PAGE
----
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Limitations of BLAST. Can only search for a single query (e.g. find all genes similar to TTGGACAGGATCGA) What about more complex queries?

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Limitations of blast
Limitations of BLAST

  • Can only search for a single query (e.g. find all genes similar to TTGGACAGGATCGA)

  • What about more complex queries?

  • “Find all genes in the human genome that are expressed in the liver and have a TTGGACAGGATCGA (allowing 1 or 2 mismatches) followed by GCCGCG within 40 symbols in a 4000 symbol stretch upstream from the gene”

Evaluating complex queries
Evaluating complex queries

  • Idea: write a script that make multiple calls to a BLAST database

  • An example query plan:

    • Search for all instances of the two patterns in the human genome

    • Combine results to find all pairs within 40 symbols of each other

    • Consult a gene database to see if pair is upstream of any known gene

    • Consult database to check if gene expressed in liver

What about using blobs
What about using BLOBs?

  • Idea: store sequences in column in an object-relational database

  • Problems:

    • No opportunities for optimization

    • May need to execute queries by dumping data outside database

Some possible improvements
Some possible improvements

  • Several extensions proposed for relational databases to support sequences

  • PiQL (“Pickle”)- Tata, Patel, Friedman, Swaroop, ICDE 2006

  • MoBIoS - Miranker, Xu, Mao, SSDBM 2003

Piql tata et al 2006
PiQL (Tata et al. 2006)

  • “Protein Query Language”

  • Extension of SQL to support complex sequence similarity

  • New operators:

    • Match –find approximate matches to query string

    • Match augmentation – union of matches if operands are within specified distance

Piql example
PiQL example

  • “Find all matches that are of the form ‘VLLSTTSA’ followed by ‘REVWAYLL’ with a gap of 0-10 symbols between them”

  • SELECT AUGMENT(M1.match, M2.match, 0, 10)

    FROM MATCH (prots.p, “VLLSTTSA”, MM(PAM30)) M1, MATCH (prots.p, “REVWAYLL”, MM(PAM30)) M2

  • Each component found using MATCH operator, then combined using AUGMENT operator

Mobios miranker et al 2003
MoBIoS (Miranker et al. 2003)

  • Storage manager based on metric-space indexing

  • Idea: clustering a dataset without mapping data to coordinates

  • Supports distance metrics and indexes to identify similar sequences

Mobios sql m sql

  • Contains built in abstract data types for DNA, RNA, and protein sequences

  • Includes subsequence operators, local alignment

  • Concept of similarity between instances of data types (metric distances)

M sql example
M-SQL Example

SELECT Prot.accesion_id, Prot.sequence

FROM protein_sequences Prot, digested_sequences DS, mass_spectra MS


MS.enzyme = DS.enzyme = E and

Cosine_Distance(S, MS.spectrum, range1) and DS.accession_id = MS.accession_id = Prot.accesion_id and DS.ms_peak = P and MPAM250(PS, DS.sequence, range2)

  • Experimental inputs: E – enzyme, S – spectrum, P- parent peak, PS- sequence for parent peak

Web services revisited
Web Services Revisited





  • Introduction to Scientific Workflows

  • Overview of Kepler

  • Kepler Demo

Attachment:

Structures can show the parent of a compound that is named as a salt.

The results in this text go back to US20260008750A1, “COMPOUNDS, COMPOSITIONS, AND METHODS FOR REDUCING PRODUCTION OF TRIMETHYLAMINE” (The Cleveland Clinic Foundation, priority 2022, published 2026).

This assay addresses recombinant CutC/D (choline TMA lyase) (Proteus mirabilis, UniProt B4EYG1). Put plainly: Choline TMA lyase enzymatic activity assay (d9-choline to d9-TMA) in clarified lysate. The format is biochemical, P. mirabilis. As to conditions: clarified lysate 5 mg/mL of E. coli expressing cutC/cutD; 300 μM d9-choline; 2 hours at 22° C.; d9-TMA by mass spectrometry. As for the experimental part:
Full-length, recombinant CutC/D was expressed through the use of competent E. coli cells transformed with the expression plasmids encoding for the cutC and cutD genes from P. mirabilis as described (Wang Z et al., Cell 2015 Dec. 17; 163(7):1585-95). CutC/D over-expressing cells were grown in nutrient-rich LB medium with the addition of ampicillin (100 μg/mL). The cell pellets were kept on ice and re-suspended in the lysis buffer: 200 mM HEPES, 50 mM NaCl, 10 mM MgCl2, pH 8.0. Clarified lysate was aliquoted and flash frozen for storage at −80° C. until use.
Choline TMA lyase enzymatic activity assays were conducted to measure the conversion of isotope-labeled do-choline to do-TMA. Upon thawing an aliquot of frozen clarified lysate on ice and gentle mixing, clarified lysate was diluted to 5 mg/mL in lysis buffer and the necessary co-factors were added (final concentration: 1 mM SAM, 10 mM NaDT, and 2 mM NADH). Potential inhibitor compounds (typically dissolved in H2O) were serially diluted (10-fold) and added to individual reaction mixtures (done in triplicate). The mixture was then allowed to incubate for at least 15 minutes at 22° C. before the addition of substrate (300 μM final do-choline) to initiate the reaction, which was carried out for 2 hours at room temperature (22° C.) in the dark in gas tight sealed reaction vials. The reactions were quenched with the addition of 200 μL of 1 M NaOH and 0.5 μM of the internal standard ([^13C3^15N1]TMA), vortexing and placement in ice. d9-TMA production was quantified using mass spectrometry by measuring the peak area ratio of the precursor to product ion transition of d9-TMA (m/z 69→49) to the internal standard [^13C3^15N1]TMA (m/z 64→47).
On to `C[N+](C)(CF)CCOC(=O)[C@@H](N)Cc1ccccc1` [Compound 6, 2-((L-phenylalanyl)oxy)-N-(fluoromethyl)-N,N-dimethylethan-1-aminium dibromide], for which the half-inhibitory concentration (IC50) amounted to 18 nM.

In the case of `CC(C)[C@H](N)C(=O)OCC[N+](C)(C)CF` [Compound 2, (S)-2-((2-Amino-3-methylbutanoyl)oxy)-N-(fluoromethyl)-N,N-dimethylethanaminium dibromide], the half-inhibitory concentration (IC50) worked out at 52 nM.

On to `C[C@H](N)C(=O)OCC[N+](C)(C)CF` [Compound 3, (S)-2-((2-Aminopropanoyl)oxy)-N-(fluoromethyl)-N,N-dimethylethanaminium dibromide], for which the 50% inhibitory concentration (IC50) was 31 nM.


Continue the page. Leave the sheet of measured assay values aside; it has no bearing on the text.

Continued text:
• Scientific workflow details

What is a workflow
What is a workflow?

  • General definition: series of tasks performed to produce a final outcome

  • Scientific workflow – “data analysis pipeline”

    • Automate tedious jobs that scientists traditionally performed by hand for each dataset

    • Process large volumes of data faster than scientists could do by hand

Background business workflows
Background: Business Workflows

  • Example: planning a trip

  • Need to perform a series of tasks: book a flight, reserve a hotel room, arrange for a rental car, etc.

  • Each task may depend on outcome of previous task

    • Days you reserve the hotel depend on days of the flight

    • If hotel has shuttle service, may not need to rent a car

What about scientific workflows
What about scientific workflows?

  • Perform a set of transformations/ operations on a scientific dataset

  • Examples

    • Generating images from raw data

    • Identifying areas of interest in a large dataset

    • Classifying set of objects

    • Querying a web service for more information on a set of objects

    • Many others…

More on scientific workflows
More on Scientific Workflows

  • Formal models of the flow of data among processing components

  • May be simple and linear or more complex

  • Can process many data types:

    • Archived data

    • Streaming sensor data

    • Images (e.g., medical or satellite)

    • Simulation output

    • Observational data


  • Questions:

    • What are some challenges for scientists implementing scientific workflows?

    • What are some challenges to executing these workflows?

    • What are limitations of writing a program?


  • Mastering a programming language

  • Visualizing workflow

  • Sharing/exchanging workflow

  • Formatting issues

  • Locating datasets, services, or functions

Kepler scientific workflow management system1
Kepler Scientific Workflow Management System

  • Graphical interface for developing and executing scientific workflows

  • Scientists can create workflows by dragging and dropping

  • Automates low-level data processing tasks

  • Provides access to data repositories, compute resources, workflow libraries

Benefits of scientific workflows
Benefits of Scientific Workflows

  • Documentation of aspects of analysis

  • Visual communication of analytical steps

  • Ease of testing/debugging

  • Reproducibility

  • Reuse of part or all of workflow in a different project

Additional benefits
Additional Benefits

  • Integration of multiple computing environments

  • Automated access to distributed resources via web services and Grid technologies

  • System functionality to assist with integration of heterogeneous components